17. 17. underpinning ‘glue’ that moves change initiatives ideas to implementation (Fey, Bregendahl and Flora, 2006). Key Findings In this section, I explain more closely how the stocks and flows of community capitals were identified and invested upon. The results are summarized into the following categorizes to illustrate the interaction and impact of community capitals throughout the development of the SEATS initiative at three points in time:  Time 1: Degree of Readiness (pre-existing capital)  Between Time 1 & Time 2: Process / Development (investment in capital)  Time 3: Measurement of Impact of SEATS (change in capital) According to Flora, Fey and Bregendahl (2006), “turning stories into numbers requires acquiring a sense of the interaction between context and indicator.” The indicator of importance for the data analysis is the number of times each community capital was mentioned in the interviews, community planning session notes, and progress reports. Degree of Readiness (Pre-Existing Capitals) Readiness is more than just a group of interested people coming together to get a project going. Those involved need to have a level of trust and commitment to move forward (Vision to Action, 2001). The data analysis provided in this study parallels this level of importance on the trust, connections and networks in the SEATS initiative. First, the data analysis focuses on what community capitals contributed to the readiness of the community to embark on a change-driven initiative of this magnitude. This was done by examining the existing resources and assets that were in place by identifying the natural, human, cultural, social, political, financial, and built capitals that were in place in the early stages of the SEATS initiative. Figure 2: Pre-Existing Community Capitals at the onset of the SEATS Initiative | 17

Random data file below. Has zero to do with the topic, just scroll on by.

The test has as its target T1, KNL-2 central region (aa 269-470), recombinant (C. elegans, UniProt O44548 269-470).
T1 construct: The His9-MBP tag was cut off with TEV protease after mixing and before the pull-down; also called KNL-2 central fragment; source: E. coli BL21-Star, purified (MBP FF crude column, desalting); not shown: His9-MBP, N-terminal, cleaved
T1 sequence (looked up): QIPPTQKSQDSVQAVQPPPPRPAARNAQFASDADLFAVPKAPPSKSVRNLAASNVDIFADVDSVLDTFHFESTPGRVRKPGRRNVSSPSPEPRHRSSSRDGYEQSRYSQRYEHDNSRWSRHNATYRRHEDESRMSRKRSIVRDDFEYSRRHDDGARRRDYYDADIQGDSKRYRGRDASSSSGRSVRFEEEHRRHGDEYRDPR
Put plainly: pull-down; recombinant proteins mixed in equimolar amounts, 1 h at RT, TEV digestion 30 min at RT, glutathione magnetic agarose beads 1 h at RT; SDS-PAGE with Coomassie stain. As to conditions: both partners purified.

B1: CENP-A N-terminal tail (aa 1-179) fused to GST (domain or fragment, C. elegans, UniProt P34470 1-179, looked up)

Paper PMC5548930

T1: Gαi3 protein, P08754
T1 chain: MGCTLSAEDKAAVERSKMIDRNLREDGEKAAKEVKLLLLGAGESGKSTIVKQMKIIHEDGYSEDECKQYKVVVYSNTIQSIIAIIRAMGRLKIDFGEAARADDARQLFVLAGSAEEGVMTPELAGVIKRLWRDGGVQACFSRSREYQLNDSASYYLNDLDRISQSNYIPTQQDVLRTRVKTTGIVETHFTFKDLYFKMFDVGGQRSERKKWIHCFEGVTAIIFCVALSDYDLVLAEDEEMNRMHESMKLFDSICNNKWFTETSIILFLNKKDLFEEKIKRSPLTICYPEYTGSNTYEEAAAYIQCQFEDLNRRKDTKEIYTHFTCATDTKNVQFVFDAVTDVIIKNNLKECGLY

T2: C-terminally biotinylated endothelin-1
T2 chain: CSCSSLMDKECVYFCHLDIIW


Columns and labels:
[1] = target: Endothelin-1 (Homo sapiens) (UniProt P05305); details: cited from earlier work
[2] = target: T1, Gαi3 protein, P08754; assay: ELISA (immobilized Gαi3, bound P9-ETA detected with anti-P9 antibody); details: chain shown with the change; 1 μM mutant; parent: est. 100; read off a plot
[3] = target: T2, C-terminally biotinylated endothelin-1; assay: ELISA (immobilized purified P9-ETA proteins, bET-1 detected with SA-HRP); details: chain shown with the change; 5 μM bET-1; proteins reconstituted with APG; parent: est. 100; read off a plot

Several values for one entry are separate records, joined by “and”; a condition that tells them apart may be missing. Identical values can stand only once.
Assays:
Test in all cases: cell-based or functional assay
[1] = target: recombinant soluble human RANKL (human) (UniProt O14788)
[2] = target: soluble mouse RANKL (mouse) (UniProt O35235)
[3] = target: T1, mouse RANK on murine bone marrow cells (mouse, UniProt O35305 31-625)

18. 18. Built Natural Financial 5% 2% 6% Political Human 5% 27% Natural Human Cultural Social Political Financial Built Social Cultural 41% 14% Data Sources: 1) Interview and 2) notes from Community Planning Sessions in 2007 The pie chart in Figure 2 provides visual representation of the relative mention of the ‘pre- existing’ capitals of the community and SEATS in its beginning stages, as determined by interviews and documents. It is the overlap of social, human, and cultural capitals that make up a combined total of 82% of the existing community capitals in place at the onset of SEATS. Social capital was instrumental in the beginning stages with 41% followed by human capital representing 27%. From the transcriptions of notes from the interviews, the following comments from SEATS partners and funders reiterate this high level of social, human, and cultural capitals:  There was a recognition of the need to diversify the region’s economy, along with the readiness of the multi-sectoral group to come together (Cultural Capital)  Many stakeholders worked together in the past, therefore there was already a level of trust – we saw this as an opportunity (Social Capital).  I felt the success from the Business First Technology Incubator (BFTI) was the catalyst that got the project started. It solidified that with a little community support and sharing of knowledge that you can successfully launch technology companies in Medicine Hat (South East Alberta) (Social and Human Capital).  The success of the participants of the BFTI help the stakeholders realize that increasing the participation in the community could lead exponentially greater success and create a positive impact in the community (Social Capital).  REALLY LONG HISTORY OF RELATIONSHIP BUILDING IN S.E. ALBERTA!!!! (Social and Cultural Capital).  People underestimate trust, building relationships, working together – this is a PRECURSER TO SUCCESS!!! (Social Capital).  Enablers! It took just a few people who are highly motivated and keenly interested to get it going (Social Capital). | 18